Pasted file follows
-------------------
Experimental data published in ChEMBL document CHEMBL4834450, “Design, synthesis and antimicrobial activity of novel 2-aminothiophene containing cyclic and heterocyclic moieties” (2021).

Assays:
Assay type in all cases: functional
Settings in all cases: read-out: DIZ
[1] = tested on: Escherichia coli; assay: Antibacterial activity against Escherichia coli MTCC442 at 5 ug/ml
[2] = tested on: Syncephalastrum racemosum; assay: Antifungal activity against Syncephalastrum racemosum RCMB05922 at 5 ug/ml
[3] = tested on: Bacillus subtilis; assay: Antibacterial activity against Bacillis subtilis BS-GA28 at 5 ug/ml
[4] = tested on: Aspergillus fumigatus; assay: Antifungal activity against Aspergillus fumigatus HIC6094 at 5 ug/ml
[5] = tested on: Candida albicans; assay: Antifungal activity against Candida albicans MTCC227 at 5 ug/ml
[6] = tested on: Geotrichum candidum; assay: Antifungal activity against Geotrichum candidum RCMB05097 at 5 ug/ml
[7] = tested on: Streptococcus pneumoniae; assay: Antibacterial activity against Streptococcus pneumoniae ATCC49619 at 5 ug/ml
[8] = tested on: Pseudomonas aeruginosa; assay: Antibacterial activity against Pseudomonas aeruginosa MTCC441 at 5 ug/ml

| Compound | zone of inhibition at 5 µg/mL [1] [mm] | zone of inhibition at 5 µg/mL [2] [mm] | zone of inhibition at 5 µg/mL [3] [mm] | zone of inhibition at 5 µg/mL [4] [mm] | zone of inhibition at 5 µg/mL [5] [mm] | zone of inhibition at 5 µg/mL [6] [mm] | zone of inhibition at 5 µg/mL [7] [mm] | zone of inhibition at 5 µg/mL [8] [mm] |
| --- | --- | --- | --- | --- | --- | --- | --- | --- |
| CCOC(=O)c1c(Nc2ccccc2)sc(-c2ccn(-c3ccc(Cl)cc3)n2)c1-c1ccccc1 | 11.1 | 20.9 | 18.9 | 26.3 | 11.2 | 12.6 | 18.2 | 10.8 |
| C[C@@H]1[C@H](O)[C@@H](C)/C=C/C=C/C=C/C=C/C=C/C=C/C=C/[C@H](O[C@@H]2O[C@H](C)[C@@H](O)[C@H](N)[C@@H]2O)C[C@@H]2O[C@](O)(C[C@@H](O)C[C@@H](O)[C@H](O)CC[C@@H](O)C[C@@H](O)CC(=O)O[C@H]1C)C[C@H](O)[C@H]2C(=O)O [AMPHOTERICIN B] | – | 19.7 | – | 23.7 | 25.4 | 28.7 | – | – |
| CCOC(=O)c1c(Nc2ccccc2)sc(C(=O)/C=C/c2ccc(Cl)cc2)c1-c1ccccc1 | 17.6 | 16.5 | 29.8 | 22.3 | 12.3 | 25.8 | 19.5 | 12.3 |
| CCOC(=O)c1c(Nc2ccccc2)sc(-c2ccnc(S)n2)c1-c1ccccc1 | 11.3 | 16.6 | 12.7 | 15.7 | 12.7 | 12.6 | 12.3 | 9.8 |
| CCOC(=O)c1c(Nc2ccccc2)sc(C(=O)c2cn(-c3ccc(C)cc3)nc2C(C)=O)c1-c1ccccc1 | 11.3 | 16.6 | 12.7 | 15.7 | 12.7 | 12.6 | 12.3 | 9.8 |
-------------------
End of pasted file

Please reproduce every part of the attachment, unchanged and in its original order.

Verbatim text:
Experimental data published in ChEMBL document CHEMBL4834450, “Design, synthesis and antimicrobial activity of novel 2-aminothiophene containing cyclic and heterocyclic moieties” (2021).

Assays:
Assay type in all cases: functional
Settings in all cases: read-out: DIZ
[1] = tested on: Escherichia coli; assay: Antibacterial activity against Escherichia coli MTCC442 at 5 ug/ml
[2] = tested on: Syncephalastrum racemosum; assay: Antifungal activity against Syncephalastrum racemosum RCMB05922 at 5 ug/ml
[3] = tested on: Bacillus subtilis; assay: Antibacterial activity against Bacillis subtilis BS-GA28 at 5 ug/ml
[4] = tested on: Aspergillus fumigatus; assay: Antifungal activity against Aspergillus fumigatus HIC6094 at 5 ug/ml
[5] = tested on: Candida albicans; assay: Antifungal activity against Candida albicans MTCC227 at 5 ug/ml
[6] = tested on: Geotrichum candidum; assay: Antifungal activity against Geotrichum candidum RCMB05097 at 5 ug/ml
[7] = tested on: Streptococcus pneumoniae; assay: Antibacterial activity against Streptococcus pneumoniae ATCC49619 at 5 ug/ml
[8] = tested on: Pseudomonas aeruginosa; assay: Antibacterial activity against Pseudomonas aeruginosa MTCC441 at 5 ug/ml

| Compound | zone of inhibition at 5 µg/mL [1] [mm] | zone of inhibition at 5 µg/mL [2] [mm] | zone of inhibition at 5 µg/mL [3] [mm] | zone of inhibition at 5 µg/mL [4] [mm] | zone of inhibition at 5 µg/mL [5] [mm] | zone of inhibition at 5 µg/mL [6] [mm] | zone of inhibition at 5 µg/mL [7] [mm] | zone of inhibition at 5 µg/mL [8] [mm] |
| --- | --- | --- | --- | --- | --- | --- | --- | --- |
| CCOC(=O)c1c(Nc2ccccc2)sc(-c2ccn(-c3ccc(Cl)cc3)n2)c1-c1ccccc1 | 11.1 | 20.9 | 18.9 | 26.3 | 11.2 | 12.6 | 18.2 | 10.8 |
| C[C@@H]1[C@H](O)[C@@H](C)/C=C/C=C/C=C/C=C/C=C/C=C/C=C/[C@H](O[C@@H]2O[C@H](C)[C@@H](O)[C@H](N)[C@@H]2O)C[C@@H]2O[C@](O)(C[C@@H](O)C[C@@H](O)[C@H](O)CC[C@@H](O)C[C@@H](O)CC(=O)O[C@H]1C)C[C@H](O)[C@H]2C(=O)O [AMPHOTERICIN B] | – | 19.7 | – | 23.7 | 25.4 | 28.7 | – | – |
| CCOC(=O)c1c(Nc2ccccc2)sc(C(=O)/C=C/c2ccc(Cl)cc2)c1-c1ccccc1 | 17.6 | 16.5 | 29.8 | 22.3 | 12.3 | 25.8 | 19.5 | 12.3 |
| CCOC(=O)c1c(Nc2ccccc2)sc(-c2ccnc(S)n2)c1-c1ccccc1 | 11.3 | 16.6 | 12.7 | 15.7 | 12.7 | 12.6 | 12.3 | 9.8 |
| CCOC(=O)c1c(Nc2ccccc2)sc(C(=O)c2cn(-c3ccc(C)cc3)nc2C(C)=O)c1-c1ccccc1 | 11.3 | 16.6 | 12.7 | 15.7 | 12.7 | 12.6 | 12.3 | 9.8 |